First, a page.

The sudden arrival of winter weather in Montreal means that many students have had to swallow another metro fare hike and escape into dingy metro stations to commute to and from Concordia.
However, the number of bicycles waiting outside several classes point to an increasingly popular alternative mode of winter transport: winter biking.
Kelly Pennington, an urban planning student, commutes to and from her classes at Concordia by bike.
Sporting lobster-claw-styled cycling gloves, she enthuses that the rewards of a brisk and refreshing winter commute to school easily surpasses any challenges she faces riding in less-than-ideal circumstances.
According to a recently published study by civil engineering and applied mechanics researchers at McGill, the amount of people using their bikes to get around in the winter per day numbers in the hundreds and has been increasing steadily over the years.
Community bike co-ops catering directly to students have sprung up across the city, like Le Petit Vélo Rouge at Concordia, The Flat Bike Collective at McGill, Université de Montreal’s Biciklo and BQAM at UQAM. They sell and fix bikes, as well as offer workshops specifically centered around the problems cyclists may face when riding around Montreal in the snow.
Nonetheless, many winter cyclists face challenges beyond the cold weather.
“One issue is that drivers don’t see this as positive, they think it’s stupid,“ said Pennington, who also works as a bicycle courier. She explained that long stretches of designated bike paths are often not cleared of snow during the winter, and drivers are not only annoyed but also scared at having to share narrower roads.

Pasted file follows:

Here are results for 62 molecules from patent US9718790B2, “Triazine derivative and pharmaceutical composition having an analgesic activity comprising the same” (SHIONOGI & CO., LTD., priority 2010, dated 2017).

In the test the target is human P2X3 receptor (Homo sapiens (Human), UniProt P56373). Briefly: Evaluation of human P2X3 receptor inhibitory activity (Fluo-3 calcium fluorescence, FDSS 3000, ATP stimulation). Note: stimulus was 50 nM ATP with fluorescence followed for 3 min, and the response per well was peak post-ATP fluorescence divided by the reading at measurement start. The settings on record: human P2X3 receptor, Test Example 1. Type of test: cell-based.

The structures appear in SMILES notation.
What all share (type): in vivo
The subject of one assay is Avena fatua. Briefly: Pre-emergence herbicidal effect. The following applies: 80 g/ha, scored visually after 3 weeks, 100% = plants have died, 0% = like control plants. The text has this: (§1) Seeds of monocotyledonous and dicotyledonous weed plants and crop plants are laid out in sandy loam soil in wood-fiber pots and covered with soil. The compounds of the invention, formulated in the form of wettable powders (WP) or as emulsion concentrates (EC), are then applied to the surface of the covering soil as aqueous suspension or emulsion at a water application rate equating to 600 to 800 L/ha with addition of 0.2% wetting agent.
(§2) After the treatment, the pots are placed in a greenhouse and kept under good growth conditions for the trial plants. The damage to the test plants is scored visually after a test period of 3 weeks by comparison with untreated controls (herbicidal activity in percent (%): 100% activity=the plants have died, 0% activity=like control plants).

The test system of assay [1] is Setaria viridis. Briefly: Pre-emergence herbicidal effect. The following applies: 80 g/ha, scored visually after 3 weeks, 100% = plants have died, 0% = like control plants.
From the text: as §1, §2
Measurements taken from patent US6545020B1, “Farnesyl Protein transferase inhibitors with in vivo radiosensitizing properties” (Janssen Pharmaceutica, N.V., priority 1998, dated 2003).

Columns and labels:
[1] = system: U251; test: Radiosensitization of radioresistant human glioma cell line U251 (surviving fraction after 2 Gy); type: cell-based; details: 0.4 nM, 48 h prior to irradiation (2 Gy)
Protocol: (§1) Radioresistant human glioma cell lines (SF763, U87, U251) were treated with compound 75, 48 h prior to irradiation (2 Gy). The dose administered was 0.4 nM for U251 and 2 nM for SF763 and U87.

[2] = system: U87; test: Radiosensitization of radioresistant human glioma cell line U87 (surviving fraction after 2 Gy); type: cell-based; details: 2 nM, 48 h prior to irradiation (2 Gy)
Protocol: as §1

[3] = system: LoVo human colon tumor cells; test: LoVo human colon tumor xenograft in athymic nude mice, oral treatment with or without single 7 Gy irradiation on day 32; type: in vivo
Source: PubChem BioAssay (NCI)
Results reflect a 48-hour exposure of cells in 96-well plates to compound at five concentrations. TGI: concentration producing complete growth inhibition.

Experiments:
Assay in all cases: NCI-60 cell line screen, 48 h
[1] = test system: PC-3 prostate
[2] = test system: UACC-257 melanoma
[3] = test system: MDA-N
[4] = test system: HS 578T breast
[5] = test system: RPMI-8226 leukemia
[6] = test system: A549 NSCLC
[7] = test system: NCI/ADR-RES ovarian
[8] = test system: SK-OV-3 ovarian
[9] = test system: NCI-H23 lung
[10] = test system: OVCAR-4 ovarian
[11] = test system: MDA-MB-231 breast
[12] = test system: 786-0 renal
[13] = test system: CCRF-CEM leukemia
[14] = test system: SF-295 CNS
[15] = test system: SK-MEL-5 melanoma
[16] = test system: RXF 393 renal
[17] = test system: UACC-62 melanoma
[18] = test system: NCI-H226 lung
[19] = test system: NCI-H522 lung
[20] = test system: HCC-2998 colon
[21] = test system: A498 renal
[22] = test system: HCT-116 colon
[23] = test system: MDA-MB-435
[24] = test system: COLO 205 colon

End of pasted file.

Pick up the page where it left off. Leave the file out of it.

When the snow is cleared it gets dumped onto the sides, usually spilling over onto the bike paths and forcing cyclists to share the streets with drivers. Pennington said she gets honked at more during these winter months.
Balancing on the seat of her locked bicycle in front of the JMSB building, Karine Imbeault mirrors this experience. She commutes from the Plateau area and says she often gets yelled at.
Both Pennington and Imbeault said that the best way to deal with exasperated drivers is to not be distracted by the honking and name-calling but remain defensive while riding. Remaining visible to drivers becomes even more important as it gets darker earlier so avoiding dark clothing and affixing bicycles with battery-operated lights is advisable.
Imbeault points out that batteries die faster in cold conditions so she finds herself spending more money on them during the winter.
During this season, the type of bicycle used and the unique maintenance required takes on a life of its own. Here are some tips to help you pedal your way through the winter months:
– Modify the handle bars to point towards you. This has the benefit of not only being more comfortable but also allows for proper weight distribution onto the rear wheel which prevents sliding on slippery surfaces.
– Get a single gear bike. All movable parts of the bike will freeze. Having a single gear reduces the potential damage caused by the constant freezing and thawing and reduces the maintenance required. The brake system and the brake pads against the wheel will freeze when left for hours outside classes so you may have to gradually loosen them by periodically squeezing them.
– Let a little air out of your tires when riding over icy or wet surfaces. This allows the tires to better retain their grips on the roads.